Rare neurological condition linked to COVID-19 cases in 21 countries

Press release:

As researchers continue to study the neurological impacts of COVID-19, a Houston Methodist international collaboration has documented an unexpectedly frequent occurrence of acute transverse myelitis (ATM) – inflammation of the spinal cord – in 43 COVID-19 patients. Led by Houston Methodist neurologist Dr. Gustavo Roman, the study of existing scientific literature found that patients from 21 countries developed spinal cord lesions after contracting the virus. Symptoms included paralysis and sphincter/bowel dysfunction. The patients ages ranged from 21 to 73 and included about half-and-half women and men. ATM, a rare neurological condition, affects between 1.34 and 4.6 cases per million per year, and researchers believe the unusually high rate in post-COVID-19 patients merits additional investigation. Moreover, 3 ATM cases were reported during the trials of the Oxford AstraZeneca vaccine. The study is published in Frontiers in Immunology. Dr. Roman collaborated with researchers from Hospital Paitilla, Interamerican University of Panama and Hospital Santo Tomas (Drs. Fernando Gracia, Antonio Torres, Alexis Palacios, Karla Gracia and Diogenes Harris).

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COVID-19 related strokes, other neurological impact under study

Press Release:

Traditional stroke treatments like clot-dissolving tPA and surgical removal of big clots in the brain are good choices as well when the stroke results from SARS-CoV-2 infection, investigators report.

Excessive blood clotting and stroke — even in young, previously healthy people — are among the myriad of effects the virus is having on people across the globe. Another effect is keeping people away from hospitals even when they experience signs of stroke, like sudden and particularly one-sided weakness in the face, arm or leg, say stroke specialists at the Medical College of Georgia and Augusta University Health System.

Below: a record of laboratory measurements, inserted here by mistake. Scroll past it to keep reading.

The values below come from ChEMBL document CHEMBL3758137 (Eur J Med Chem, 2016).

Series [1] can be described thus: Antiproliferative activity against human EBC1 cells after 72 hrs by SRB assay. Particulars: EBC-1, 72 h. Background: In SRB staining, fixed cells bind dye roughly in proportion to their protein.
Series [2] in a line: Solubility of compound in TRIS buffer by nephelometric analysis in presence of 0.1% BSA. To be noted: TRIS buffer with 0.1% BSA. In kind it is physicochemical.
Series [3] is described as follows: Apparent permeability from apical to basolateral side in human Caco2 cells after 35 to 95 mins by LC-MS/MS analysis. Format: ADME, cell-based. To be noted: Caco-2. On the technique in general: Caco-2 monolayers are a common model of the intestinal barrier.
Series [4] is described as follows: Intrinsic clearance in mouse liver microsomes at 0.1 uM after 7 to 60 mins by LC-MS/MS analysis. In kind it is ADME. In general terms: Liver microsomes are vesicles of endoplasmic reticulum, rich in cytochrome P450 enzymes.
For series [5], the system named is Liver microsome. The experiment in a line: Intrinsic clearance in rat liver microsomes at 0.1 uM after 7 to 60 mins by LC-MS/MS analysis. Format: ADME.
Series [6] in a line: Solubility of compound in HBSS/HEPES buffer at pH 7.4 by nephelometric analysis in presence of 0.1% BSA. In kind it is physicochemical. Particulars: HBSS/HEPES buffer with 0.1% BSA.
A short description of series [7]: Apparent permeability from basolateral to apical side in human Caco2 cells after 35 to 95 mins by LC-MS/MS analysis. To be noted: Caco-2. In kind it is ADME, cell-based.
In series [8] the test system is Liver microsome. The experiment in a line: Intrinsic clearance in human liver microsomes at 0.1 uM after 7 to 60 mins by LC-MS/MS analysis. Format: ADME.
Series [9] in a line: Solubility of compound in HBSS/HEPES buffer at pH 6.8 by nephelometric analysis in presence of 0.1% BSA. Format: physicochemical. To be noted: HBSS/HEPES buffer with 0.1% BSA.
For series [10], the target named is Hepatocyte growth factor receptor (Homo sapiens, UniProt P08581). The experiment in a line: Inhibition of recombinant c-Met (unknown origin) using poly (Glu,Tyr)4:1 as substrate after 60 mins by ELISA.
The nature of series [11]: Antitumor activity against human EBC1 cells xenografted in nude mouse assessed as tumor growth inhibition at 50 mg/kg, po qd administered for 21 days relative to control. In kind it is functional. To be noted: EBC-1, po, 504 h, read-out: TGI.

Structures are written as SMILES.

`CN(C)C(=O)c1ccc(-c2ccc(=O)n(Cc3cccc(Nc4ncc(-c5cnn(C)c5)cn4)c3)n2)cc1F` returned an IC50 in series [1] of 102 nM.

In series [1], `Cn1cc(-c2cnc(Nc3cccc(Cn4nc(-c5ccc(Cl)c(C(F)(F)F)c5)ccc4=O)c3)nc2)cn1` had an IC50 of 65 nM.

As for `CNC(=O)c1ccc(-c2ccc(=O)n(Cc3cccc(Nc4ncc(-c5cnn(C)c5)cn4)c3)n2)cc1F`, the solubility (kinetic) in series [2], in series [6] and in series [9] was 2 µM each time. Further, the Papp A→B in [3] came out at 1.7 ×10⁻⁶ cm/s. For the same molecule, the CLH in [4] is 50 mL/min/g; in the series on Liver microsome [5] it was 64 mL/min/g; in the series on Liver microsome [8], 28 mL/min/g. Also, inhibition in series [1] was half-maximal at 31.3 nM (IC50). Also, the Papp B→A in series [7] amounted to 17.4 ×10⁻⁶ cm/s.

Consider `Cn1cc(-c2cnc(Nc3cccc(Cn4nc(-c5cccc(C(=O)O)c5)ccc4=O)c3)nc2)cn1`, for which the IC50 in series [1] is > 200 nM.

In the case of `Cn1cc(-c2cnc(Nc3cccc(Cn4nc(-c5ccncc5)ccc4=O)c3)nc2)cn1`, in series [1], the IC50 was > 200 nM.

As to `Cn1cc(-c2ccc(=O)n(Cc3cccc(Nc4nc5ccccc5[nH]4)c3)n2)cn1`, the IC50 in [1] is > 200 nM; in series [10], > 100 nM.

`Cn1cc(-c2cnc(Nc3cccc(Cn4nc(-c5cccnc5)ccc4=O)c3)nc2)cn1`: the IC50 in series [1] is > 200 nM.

“What we know about COVID-19 and stroke is people need to be treated urgently and they tend to do really well with tPA and mechanical thrombectomy (clot removal) if they come in within a short time window,” says Dr. David Hess, stroke specialist and MCG dean, who encourages those with signs of stroke for any reason to get to the hospital as soon as possible.

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COVID-19 frequently causes neurological injuries

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Without directly invading the brain or nerves, the virus responsible for COVID-19 causes potentially damaging neurological injuries in about one in seven infected, a new study shows. These injuries range from temporary confusion due to low body-oxygen levels, to stroke and seizures in the most serious cases, say the study authors.

Led by researchers at NYU Grossman School of Medicine, the study showed no cases of brain or nerve inflammation (meningitis or encephalitis), indicating no immediate invasion of these organs by the pandemic virus, SARS-CoV-2.

While this should reassure patients, the neurological complications of COVID-19 should be taken seriously because they dramatically raise a patient’s risk of dying while still in hospital (by 38 percent), researchers say. Such adverse effects also raise a coronavirus patient’s likelihood (by 28 percent) of needing long-term or rehabilitation therapy immediately after their stay in hospital.

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Neurologic complications common even in moderate COVID-19 cases

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MINNEAPOLISCOVID-19 can lead to a broad range of neurologic complications including stroke, seizures, movement disorders, inflammatory diseases and more, even in moderate cases, according to a new study published in the December 9, 2020, online issue of Neurology® Clinical Practice, an official journal of the American Academy of Neurology.

“We looked at people with neurologic symptoms and COVID at a racially and socioeconomically diverse hospital and found a wide range of neurologic complications–spanning inflammatory complications, stroke and other vascular conditions, metabolic problems, exacerbation of underlying neurologic conditions and more,” said study author Pria Anand, M.D. of Boston University School of Medicine in Massachusetts and a member of the American Academy of Neurology. “Yet the majority of these people did not require critical care, suggesting that neurologic complications may be common in people with moderate COVID-19 as well as those with severe disease.”

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